Fans of The Well-tended Perennial Garden may be surprised by Tracy DiSabato-Aust’s latest, 50 High-Impact, Low Care Garden Plants. It’s a very different approach: instead of detailed advice on pruning, deadheading, and cutting back plants so that they maintain peak performance all season long, with particulars on individual cultivars, the new book presents a list of plants that fulfill at least 9 out of 12 criteria for low maintenance and 5 criteria for beauty and performance.
This is not the kind of book I expect from this author, but after talking to her for a while at a regional gardening seminar (see post below), I began to see how and why she got to the book. Which paraphrases the first question I asked, and here’s how she answered it:
“I have a passion for what we do. But we need to be reaching out to a bigger audience, with gardening. We have so much to offer, and we need to give people things they can get excited about. How many times do you hear ‘It’s a lot of work’ ? We need to say here are fabulous plants that will evoke memories, stir emotions, and enlarge our lives. But they’re also no-brainers, tough plants that aren’t rocket science to grow and maintain. And many of them are unusual.”
Yes, I see that there aren’t any daylilies in here.
People don’t need me to tell them about daylilies or hostas. I need to provide quality information that hasn’t been provided [as much], that’s not dumbed down, that’s environmentally sound. And people do like lists.
On the 12 criteria you have “deer resistant,” “doesn’t require staking,” “cold-hardy,” and “non-invasive,” [not to be confused with non-aggressive] but you don’t have “native.”
About a quarter of them are native; I think there are many non-exceptional natives. The natives here are exceptional—like amsonia hubrichtii and baptisia austalis. They’re tough, handsome plants that only need a shearing back once a year.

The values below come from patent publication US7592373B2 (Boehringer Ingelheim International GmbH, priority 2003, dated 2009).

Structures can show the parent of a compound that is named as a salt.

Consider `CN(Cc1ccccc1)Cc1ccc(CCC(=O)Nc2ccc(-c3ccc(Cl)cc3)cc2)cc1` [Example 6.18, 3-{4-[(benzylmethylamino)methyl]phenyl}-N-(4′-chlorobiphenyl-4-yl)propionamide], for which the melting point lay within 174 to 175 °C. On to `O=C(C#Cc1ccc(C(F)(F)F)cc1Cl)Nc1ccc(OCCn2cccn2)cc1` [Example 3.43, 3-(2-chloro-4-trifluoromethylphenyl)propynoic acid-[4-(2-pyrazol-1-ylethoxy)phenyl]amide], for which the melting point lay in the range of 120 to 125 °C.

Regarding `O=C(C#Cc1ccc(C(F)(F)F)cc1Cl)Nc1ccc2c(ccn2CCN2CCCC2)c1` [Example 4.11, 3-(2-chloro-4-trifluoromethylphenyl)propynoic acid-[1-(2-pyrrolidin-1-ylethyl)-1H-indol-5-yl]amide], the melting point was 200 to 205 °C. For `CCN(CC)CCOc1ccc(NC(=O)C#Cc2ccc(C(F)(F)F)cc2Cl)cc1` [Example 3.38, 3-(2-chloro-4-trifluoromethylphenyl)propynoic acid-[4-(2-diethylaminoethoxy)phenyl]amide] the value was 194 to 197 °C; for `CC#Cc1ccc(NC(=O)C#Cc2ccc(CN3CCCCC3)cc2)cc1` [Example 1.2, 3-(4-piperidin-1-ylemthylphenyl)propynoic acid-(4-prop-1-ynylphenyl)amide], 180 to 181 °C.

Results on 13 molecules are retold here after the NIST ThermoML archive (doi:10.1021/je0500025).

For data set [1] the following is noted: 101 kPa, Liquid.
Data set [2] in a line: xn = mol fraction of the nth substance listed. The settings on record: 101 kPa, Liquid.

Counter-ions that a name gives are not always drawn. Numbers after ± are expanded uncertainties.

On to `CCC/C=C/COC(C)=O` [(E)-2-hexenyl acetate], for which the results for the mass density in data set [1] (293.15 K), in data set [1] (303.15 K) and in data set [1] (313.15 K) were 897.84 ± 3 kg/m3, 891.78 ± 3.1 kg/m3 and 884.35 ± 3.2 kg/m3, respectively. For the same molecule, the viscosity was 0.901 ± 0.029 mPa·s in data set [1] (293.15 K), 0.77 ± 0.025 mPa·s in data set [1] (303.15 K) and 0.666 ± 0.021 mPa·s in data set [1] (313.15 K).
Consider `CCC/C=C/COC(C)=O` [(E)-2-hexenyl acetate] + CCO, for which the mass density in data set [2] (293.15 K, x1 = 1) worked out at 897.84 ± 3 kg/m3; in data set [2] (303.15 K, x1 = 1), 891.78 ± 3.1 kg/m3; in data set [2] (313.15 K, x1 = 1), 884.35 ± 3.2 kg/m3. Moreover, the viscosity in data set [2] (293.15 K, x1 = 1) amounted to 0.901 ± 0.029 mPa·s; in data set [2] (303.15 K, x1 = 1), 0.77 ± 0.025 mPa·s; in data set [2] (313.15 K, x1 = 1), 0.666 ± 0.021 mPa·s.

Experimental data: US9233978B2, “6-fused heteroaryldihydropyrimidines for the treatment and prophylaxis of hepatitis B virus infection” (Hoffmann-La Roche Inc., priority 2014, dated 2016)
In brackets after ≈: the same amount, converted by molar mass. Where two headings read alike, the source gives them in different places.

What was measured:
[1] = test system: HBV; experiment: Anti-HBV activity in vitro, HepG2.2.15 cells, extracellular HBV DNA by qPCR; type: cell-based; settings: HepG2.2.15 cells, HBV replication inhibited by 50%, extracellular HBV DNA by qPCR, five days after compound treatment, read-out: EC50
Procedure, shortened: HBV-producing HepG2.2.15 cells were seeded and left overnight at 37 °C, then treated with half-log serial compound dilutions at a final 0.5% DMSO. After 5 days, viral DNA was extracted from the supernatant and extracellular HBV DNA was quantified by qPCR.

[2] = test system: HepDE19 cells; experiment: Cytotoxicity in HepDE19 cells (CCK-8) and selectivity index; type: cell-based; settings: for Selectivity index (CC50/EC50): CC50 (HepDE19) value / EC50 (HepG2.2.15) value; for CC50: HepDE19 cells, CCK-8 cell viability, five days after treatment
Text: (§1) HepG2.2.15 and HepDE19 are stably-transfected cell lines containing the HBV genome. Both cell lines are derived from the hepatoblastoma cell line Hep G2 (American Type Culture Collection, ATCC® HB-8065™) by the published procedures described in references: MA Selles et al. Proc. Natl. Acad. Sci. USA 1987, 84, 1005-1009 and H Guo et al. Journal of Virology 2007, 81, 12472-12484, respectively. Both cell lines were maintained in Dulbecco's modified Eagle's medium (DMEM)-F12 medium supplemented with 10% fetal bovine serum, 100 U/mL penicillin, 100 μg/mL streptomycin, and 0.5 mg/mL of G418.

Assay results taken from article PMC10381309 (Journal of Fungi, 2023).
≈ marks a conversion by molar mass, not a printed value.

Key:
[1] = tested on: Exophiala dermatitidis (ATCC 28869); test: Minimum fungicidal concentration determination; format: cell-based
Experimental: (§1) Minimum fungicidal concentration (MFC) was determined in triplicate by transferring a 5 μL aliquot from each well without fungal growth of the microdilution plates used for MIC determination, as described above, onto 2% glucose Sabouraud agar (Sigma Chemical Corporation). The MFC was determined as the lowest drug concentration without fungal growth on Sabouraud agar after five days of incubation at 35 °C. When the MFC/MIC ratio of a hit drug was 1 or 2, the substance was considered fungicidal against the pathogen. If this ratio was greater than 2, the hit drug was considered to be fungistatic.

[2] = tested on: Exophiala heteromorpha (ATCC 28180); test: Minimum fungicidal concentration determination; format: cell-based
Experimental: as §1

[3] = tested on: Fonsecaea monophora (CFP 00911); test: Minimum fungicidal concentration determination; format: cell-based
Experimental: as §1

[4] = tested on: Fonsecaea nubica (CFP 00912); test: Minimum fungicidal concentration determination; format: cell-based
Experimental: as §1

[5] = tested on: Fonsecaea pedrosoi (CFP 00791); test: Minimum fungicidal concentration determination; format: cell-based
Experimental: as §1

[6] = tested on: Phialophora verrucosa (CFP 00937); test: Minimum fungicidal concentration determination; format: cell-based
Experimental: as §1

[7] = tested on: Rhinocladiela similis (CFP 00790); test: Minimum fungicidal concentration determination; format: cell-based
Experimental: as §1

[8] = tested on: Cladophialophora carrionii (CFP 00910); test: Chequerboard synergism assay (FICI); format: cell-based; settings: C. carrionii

I see that you’re establishing an internet presence. You have a blog, now, and we follow each other on twitter.
I’m a reluctant blogger, but I find I have endless information to share, endless photos. I write not so much to write, but to provide information, to make the contribution I can make.
And how long have you been a triathlete?
We started about five years ago, and do 2-3 races [running, biking, swimming] a year at the international level. This is another reason I want to talk about plants that need less attention. [DiSabato-Aust has 140 acres of her own at Hidden Haven, her home in Ohio, most of which seems filled with trees, shrubs, and perennial borders of various types.]
Looking back on 34 years in horticulture, which of your mentors do you think were the most important?
Beth Chatto really made my career, by referring to my writing in her lectures. And Steven Still, my advisor in the late 80s, who is now president of the Perennial Plant Association, was very important during a time when perennials were just beginning to be big.
Do you have another book in mind?[look of horror] No, I’m not one of those people who’s always writing a book! I don’t know how you ladies do it—I commend you! I love books when they’re done.
There were more questions and much more off-topic conversation, but we’ll be catching up with this writer again, I’m sure. I have some plants marked as must-buys in 50 High-Impact, notably a couple of the grasses for shade, the paeonia obovata (wow!) and maybe the purple-leaf ligularia. Others I have and agree on their value: agastache Blue Fortune, hakonechloa Aureola, and geranium Rozanne. Others I’ve tried with no luck: allium schuberti, most of the sun-lovers.
It’s a fun book and a fun author. I’ll be interested to hear what others think.
Though I hope it doesn’t turn into another native/non-native argument, as I see is happening on the post below. I’m big tent on this. I use many non-natives and always will; same goes for natives. But I know I have no control; it’s up to you, dear readers.